Lecithin acts as a powerful synergist in fats and oils, along with primary antioxidants and oxygen receptors at temperatures above 80 ° C. When there are low concentrations of antioxidants, lecithin is more effective. It is also very effective when forming ternary mixtures with vitamins E and C, to such an extent that the induction times in the oils increased about 25 times when adding 500 ppm of vitamin E and 1000 ppm of vitamin C (Loliger, 1991). Similar effects are found in mixtures containing ascorbyl palmitate, lecithin and α-tocopherol (Hudson and Ghavami, 1984).
3. Eventual antioxidants
Amino acids are effective both as primary antioxidants and as synergists (Bishov and Henick, 1975). The antioxidant activity of many amino acids is dependent on concentration and pH. At high concentrations and low pH they act as pro-oxidants, while at low concentrations and high pH they have antioxidant properties.
Methionine, histidine, proline, tryptophan, glycine and lysine are effective in fats and oils.
Spice extracts are a potential source of natural antioxidants. They are effective in fat, meat and bakery products. Rosemary and sage bring good antioxidant properties to lard. Eugenol is the main component of clove and curcumin, the main pigment in turmeric, all three of which have antioxidant properties (Cort, 1974b). Spice extracts have a strong smell, color and flavor, so they can only be used in foods that are compatible with these characteristics.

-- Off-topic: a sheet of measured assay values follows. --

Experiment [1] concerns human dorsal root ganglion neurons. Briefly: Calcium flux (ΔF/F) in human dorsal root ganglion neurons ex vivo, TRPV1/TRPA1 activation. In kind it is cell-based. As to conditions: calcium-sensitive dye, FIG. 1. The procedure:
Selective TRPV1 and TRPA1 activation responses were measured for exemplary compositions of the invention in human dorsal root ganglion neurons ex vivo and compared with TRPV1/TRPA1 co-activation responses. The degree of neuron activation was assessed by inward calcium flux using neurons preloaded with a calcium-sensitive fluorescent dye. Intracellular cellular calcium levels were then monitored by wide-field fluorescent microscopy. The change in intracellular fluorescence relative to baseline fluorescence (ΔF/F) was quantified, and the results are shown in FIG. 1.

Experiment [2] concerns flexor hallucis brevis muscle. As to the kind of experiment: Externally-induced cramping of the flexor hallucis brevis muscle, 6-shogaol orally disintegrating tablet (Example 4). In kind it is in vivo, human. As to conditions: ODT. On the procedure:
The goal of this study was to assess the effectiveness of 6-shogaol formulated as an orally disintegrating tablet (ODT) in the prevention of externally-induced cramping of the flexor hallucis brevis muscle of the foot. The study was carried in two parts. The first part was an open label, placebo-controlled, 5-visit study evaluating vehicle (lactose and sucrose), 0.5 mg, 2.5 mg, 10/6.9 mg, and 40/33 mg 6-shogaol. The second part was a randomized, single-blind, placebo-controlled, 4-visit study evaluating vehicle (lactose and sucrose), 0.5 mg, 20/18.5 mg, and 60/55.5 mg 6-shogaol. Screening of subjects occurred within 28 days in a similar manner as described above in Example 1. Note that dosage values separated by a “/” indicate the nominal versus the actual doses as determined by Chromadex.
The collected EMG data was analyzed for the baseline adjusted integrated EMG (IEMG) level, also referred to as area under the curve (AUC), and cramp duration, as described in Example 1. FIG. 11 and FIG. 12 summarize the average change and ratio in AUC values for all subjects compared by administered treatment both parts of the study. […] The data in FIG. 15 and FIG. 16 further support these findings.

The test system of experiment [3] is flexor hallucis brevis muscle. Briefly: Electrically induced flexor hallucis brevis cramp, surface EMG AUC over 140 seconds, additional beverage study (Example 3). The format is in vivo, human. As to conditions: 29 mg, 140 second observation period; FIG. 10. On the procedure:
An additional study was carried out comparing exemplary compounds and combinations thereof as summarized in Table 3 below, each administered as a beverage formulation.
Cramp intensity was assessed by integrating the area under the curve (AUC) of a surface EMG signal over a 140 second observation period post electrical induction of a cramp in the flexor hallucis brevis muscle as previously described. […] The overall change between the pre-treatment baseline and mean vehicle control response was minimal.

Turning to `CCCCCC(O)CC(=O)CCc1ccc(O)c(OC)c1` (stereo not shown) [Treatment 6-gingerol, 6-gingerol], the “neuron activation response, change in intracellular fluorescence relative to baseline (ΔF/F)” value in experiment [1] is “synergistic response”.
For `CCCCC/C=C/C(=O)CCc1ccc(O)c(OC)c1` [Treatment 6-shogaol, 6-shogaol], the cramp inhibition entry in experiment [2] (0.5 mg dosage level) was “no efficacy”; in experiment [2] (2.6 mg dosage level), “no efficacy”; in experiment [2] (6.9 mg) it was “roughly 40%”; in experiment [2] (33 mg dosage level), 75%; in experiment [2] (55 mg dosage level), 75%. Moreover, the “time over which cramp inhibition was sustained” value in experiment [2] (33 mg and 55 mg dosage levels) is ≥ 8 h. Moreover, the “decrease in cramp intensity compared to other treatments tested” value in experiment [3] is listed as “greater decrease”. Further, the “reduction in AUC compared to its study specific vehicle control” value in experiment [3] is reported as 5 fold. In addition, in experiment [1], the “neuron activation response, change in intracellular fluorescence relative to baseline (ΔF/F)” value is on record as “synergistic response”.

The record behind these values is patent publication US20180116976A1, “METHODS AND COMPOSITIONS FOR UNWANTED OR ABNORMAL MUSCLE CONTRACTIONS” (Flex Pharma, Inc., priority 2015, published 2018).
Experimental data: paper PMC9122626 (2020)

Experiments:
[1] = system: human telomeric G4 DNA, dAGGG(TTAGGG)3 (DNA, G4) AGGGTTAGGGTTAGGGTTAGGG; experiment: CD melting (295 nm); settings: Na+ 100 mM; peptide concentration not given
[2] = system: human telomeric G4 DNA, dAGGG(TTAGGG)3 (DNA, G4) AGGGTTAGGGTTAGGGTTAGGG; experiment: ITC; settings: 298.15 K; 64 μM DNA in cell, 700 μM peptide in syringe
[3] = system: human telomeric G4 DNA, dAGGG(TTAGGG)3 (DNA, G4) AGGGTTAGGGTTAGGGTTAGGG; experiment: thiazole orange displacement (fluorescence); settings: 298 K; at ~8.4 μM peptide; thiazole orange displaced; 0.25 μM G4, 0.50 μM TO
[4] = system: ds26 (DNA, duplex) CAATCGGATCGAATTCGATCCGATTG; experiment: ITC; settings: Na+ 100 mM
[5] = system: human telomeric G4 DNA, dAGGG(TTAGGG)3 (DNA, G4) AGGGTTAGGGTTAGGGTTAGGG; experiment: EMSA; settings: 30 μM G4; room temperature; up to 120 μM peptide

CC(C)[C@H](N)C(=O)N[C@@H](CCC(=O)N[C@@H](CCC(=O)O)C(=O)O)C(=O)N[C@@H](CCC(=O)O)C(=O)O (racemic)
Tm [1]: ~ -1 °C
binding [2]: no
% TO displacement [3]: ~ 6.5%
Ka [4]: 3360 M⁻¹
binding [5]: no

Vitamin A has a very limited use as an antioxidant due to its tendency to oxidize when exposed to light or air, conditions under which the vitamin becomes pro-oxidant.
Retinol is a form of vitamin A. It belongs to the group of retinoids and is widely used for its high effectiveness in fats and oils when stored in the dark. In addition, this substance inhibits the formation of free acids in vegetable oils. Retinol is found in all animal tissues, mainly in the liver, as well as in eggs and milk. The liver is the primary storage site for vitamin A. The recommended daily intake is 750 mg / kg-pc (FAO / WHO, 1967).
Incorporation of antioxidants
One of the main problems that arise when using antioxidants is the achievement of an effective and complete distribution in the food, in such a way that they can come into contact with the lipids and act effectively. This problem worsens when the antioxidant has to be added in foods with a low lipid content and with a defined structure.
The addition of antioxidants is easier in more or less viscous products (oils and fats), or have physical structures that allow homogenization (chopped products, emulsions, etc.).